Follow these steps and you will be able to change the theme in your Jekyll application.
Create a new orphan branch and ensure it is empty.
git checkout --orphan newtheme git rm -rf . git clean -dfx
Now let’s add the theme’s repository as an upstream remote and pull the files into our branch. I am using Moon theme by Taylan Tatlı.
git remote add upstream https://github.com/TaylanTatli/Moon.git git fetch upstream git pull upstream master
Install Gem dependencies and run your application to see if the previous steps were successful.
bundle install jekyll serve
All okay so far? Good. Now it’s time to merge your blog posts, configuration and other custom files.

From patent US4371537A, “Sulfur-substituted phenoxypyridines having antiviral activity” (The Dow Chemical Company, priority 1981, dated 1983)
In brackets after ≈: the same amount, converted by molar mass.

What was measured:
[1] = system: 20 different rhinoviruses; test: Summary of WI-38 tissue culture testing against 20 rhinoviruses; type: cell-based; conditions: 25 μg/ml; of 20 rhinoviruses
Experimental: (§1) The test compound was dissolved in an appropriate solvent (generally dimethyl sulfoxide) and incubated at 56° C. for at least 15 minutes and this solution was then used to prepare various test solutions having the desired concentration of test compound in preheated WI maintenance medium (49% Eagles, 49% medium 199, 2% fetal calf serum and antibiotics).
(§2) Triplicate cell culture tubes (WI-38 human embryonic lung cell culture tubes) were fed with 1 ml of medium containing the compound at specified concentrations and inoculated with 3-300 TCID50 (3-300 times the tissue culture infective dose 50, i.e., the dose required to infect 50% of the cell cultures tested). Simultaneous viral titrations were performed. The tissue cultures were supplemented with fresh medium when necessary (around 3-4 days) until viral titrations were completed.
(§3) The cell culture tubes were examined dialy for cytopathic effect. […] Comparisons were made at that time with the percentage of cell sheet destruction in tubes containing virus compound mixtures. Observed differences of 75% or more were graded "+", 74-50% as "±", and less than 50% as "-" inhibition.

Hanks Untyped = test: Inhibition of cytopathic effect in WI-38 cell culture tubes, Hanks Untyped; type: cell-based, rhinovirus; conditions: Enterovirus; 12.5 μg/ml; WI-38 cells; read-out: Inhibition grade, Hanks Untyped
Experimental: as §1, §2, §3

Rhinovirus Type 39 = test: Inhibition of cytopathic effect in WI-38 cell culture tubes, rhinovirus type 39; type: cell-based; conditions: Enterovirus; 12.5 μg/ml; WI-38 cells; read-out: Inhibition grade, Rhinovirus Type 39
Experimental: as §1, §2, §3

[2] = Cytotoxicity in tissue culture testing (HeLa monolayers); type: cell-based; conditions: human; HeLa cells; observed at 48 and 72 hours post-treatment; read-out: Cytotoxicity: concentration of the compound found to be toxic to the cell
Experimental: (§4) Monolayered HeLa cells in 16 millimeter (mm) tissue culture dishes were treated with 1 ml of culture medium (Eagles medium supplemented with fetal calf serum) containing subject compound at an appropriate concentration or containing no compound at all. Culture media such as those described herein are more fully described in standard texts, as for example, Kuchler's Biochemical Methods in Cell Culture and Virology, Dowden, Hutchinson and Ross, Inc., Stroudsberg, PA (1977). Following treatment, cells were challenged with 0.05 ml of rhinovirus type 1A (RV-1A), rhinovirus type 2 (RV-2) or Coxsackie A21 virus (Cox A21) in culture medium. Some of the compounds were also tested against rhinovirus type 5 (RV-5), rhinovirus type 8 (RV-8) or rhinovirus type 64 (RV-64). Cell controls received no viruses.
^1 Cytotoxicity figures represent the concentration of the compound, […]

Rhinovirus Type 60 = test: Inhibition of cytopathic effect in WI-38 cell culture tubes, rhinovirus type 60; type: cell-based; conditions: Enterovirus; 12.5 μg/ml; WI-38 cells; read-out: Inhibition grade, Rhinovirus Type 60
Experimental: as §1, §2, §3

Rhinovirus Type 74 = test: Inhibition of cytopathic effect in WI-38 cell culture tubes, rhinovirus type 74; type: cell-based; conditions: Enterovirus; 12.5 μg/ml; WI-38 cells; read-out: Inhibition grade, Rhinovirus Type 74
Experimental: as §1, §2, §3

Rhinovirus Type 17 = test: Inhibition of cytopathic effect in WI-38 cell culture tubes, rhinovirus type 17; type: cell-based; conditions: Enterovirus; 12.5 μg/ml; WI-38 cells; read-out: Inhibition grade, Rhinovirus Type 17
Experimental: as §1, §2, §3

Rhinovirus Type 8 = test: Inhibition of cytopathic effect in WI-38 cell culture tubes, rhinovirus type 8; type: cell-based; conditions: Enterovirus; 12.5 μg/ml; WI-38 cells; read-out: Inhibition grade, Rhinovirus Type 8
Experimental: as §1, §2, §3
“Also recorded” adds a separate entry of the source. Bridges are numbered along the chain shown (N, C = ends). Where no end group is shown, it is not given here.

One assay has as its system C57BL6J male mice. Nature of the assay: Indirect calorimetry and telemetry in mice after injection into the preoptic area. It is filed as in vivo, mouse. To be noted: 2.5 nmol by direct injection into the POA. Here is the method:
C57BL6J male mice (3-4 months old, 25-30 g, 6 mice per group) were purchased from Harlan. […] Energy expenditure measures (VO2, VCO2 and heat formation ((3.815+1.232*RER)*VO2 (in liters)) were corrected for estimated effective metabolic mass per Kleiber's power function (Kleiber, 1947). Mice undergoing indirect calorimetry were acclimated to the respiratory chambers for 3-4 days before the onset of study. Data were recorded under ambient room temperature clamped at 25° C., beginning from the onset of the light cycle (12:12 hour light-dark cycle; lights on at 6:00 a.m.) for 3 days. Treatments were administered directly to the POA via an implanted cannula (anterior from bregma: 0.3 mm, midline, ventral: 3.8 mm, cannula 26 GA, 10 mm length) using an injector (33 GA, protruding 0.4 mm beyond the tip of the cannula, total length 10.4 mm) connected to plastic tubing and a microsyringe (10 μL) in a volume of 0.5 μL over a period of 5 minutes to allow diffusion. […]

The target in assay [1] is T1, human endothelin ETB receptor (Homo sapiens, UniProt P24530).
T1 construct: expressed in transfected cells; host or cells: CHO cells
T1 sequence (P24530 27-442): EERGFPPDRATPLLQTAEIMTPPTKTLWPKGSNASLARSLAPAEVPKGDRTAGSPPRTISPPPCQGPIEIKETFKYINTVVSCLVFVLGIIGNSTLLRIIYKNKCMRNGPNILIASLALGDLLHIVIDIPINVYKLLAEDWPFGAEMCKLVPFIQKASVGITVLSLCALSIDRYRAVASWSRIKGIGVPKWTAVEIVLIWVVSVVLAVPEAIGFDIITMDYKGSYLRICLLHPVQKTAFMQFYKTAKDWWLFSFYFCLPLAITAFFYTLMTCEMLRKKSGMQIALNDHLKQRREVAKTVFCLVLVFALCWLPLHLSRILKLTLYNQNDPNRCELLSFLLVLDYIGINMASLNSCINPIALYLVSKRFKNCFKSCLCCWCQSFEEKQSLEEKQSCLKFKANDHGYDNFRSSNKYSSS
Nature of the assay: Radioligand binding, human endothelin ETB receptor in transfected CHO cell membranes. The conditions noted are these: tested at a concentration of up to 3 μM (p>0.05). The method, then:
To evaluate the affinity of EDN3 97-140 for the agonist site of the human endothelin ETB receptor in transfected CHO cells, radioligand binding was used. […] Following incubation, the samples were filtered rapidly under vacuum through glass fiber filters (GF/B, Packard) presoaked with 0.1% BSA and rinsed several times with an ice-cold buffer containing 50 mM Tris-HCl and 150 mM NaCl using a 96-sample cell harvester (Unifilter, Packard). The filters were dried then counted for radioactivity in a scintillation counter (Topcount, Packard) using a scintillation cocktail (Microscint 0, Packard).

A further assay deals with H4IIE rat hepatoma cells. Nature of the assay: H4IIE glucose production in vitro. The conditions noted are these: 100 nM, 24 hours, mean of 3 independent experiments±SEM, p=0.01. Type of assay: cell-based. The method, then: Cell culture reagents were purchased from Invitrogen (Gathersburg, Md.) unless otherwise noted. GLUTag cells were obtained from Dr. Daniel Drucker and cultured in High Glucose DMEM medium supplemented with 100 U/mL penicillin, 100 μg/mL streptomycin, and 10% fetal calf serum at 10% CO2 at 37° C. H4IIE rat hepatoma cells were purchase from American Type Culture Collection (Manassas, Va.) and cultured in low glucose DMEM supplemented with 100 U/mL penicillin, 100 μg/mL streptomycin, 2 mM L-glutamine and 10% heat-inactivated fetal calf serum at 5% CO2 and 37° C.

This will bring in your posts from
git checkout master -- _posts
You can safely merge these files and folders:
README.mdand other custom Markdown files.
- Favicon files.
- Other custom files and directories such as pictures.
Some old files will conflict with ones from your new theme. The safest thing to do here is to copy the file to a new name and merge it manually.
git show master:_config.yml > _config.yml.old
Accidentally overwritten a theme file? No problem:
git checkout upstream/master -- index.md
I recommend manually merging these files:
master with the
git checkout newtheme git merge -s ours master --allow-unrelated-histories git checkout master git merge
Run the application again to see if your changes have come through:
Push your changes:
Leave no evidence of the crime by deleting the
git branch -d newtheme
This solution is adapted from Daniel Pelsmaekerwith’s answer on StackOverflow to work with the latest versions of Git, Bundler and Jekyll.